Don’t be afraid to ask for help
In an ideal world, no one would face a plumbing disaster alone. At the smallest indication of a problem, you would be in contact with a plumber and an imminent fix. Alternatively, in an ideal scenario, an amateur may rely on a wealth of experience in managing such problems independently. As it happens, many of us are not experts on all facets of a pipe. Moreover, you may find yourself in need of a resolution in an ungodly hour as a plumber is unavailable. Don’t be afraid to ask for DIY plumbing advice or, if not, help.
Be prepared for an issue
It would be nice for us to go through our days certain no plumbing issues will arise unanticipated. Unfortunately, this is often unrealistic. And while you shouldn’t go through your days in a state of constant paranoia, it is prudent for you to be aware of the possibility. The most important element of DIY plumbing is being prepared. Although awareness is essential, it does no good if you don’t act on it. Let’s begin by going through a few ways you can prepare.
Don’t let a problem go unaddressed
The first phase of DIY plumbing advice is anticipation. Bear in mind an otherwise minor incidence of damage can affect your home far more if left untended. Some leaks will get progressively worse if rusting ensues. Regularly monitor pipes under your sink as well as hoses on your washing machine. If you notice a crack, turn off the water flow and go about replacing it. To that end, be familiar with turning off water for any appliance and installation.
Furthermore, make a note of the water main and know how you turn it off. This is an essential backup provision if you are unable to shut down individual components. Walk around your home and observe walls and ceilings so you are sure a leak isn’t accumulating. Elevating valuables––especially non water resistant ones––is a good idea and even more necessary in a basement. If you do undergo a leak, your valuables will be removed from it.
Have a full complement of tools
The other side of knowing everything you should do is having the ability to do it. Consequently, you should keep all the tools you’ll need on hand. A five gallon bucket is good for holding tools or a tool caddy; it also serves as a way of catching liquid under a leak. Have a cup and a forced cup plunger for unclogging toilets and sinks, respectively. A toothbrush will be good for cleaning or removing congestion in a smaller area.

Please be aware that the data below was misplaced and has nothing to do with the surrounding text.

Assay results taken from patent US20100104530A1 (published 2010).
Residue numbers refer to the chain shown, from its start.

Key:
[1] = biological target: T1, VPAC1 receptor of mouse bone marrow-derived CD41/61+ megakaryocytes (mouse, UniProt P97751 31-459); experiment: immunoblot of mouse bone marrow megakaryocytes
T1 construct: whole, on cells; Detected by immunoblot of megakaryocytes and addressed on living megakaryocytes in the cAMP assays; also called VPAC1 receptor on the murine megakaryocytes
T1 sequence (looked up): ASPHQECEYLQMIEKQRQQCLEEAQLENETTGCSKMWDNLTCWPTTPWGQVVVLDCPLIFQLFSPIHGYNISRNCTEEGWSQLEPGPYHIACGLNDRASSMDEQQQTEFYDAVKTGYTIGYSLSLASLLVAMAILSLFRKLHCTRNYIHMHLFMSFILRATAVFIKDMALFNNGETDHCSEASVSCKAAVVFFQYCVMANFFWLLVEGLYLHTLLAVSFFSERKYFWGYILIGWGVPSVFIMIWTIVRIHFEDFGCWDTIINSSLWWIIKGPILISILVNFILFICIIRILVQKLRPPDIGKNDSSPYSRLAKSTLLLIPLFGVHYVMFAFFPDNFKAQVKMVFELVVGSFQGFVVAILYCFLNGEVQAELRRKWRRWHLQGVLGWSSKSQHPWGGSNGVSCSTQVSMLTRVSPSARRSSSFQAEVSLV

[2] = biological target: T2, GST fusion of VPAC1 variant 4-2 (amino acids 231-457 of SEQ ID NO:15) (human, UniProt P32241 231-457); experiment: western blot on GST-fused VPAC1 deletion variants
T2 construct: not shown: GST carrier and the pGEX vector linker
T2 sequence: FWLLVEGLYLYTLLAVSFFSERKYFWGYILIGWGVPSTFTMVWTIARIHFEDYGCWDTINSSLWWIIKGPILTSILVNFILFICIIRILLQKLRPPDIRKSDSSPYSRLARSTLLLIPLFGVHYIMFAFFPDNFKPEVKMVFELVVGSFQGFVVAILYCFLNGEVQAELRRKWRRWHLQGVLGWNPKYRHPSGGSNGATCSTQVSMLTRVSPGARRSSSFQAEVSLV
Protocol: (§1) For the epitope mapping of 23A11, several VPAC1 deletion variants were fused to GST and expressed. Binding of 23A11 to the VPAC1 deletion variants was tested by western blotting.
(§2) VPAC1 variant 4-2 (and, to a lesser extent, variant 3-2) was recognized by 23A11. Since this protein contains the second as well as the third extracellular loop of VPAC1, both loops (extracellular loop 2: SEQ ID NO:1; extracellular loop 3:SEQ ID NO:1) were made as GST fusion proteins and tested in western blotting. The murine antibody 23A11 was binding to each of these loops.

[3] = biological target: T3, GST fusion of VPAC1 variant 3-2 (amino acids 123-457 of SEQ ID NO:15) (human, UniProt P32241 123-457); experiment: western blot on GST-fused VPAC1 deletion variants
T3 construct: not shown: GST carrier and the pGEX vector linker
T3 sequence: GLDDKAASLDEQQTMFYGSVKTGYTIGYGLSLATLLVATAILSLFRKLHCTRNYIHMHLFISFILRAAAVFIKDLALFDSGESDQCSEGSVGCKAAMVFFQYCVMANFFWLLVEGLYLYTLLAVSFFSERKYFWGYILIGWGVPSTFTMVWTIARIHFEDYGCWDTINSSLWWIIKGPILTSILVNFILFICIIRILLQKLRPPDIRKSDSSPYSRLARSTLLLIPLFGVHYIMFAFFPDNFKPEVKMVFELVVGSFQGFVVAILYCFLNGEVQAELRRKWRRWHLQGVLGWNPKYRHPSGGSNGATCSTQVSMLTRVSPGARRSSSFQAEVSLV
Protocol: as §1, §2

You’ll also need an adjustable/allen/basin/nut driver wrench, a drain snake, a collection of screwdrivers, duct and sealing tape, a hacksaw, paper towels and rags, channel-lock pliers, and protective eyewear. Using your tools and a budding familiarity with their application, address issues as they arise instead of leaving them for later. Whether you are confronted with a clog or a leaking pipe, the purpose of DIY repair is doing your best with what’s available.
Minimize the fallout
Sometimes you will be unable to fix the issue; you should persist in minimizing the fallout. Even if you know you’ll end up calling a plumber, you can save yourself additional expenses by reducing the extent of the ruin. That said, some problems are better left alone for a plumber. If you suspect anything you do will only make it worse, you shouldn’t do anything. In many cases, however, you do have the range for preempting further emergencies.
Ask a friend
For example, a small leak may require a bucket underneath and a bigger one may be best served by shutting off the valve for the damaged pipe. It is your job to facilitate the discerning wherewithal needed to confront such issues head on. If you are in a shared space, you should ask for assistance if you need it. In the event you’re dealing with a sink with a second drain, ask a friend or family member to cover one while you plunge the other in order to build up pressure.
The best DIY plumbing advice is common sense
Finally, use common sense. It’s one thing if your garbage disposal malfunctions, but don’t insert so much so fast you clog it yourself. Know your limitation and seek a professional before eclipsing it. The expense is far greater if you mess up on top of the existing dilemma. Know the limitation of your plumbing. Is it a new or old house? Are the pipes galvanized steel or copper? If a problem arises in one area, like a frozen pipe, assume it is happening elsewhere, too.
For advice on finding a great plumber, fixing a toilet clog, finding and fixing a leaky pipe, or preventing and fixing a kitchen sink clog, see the following links: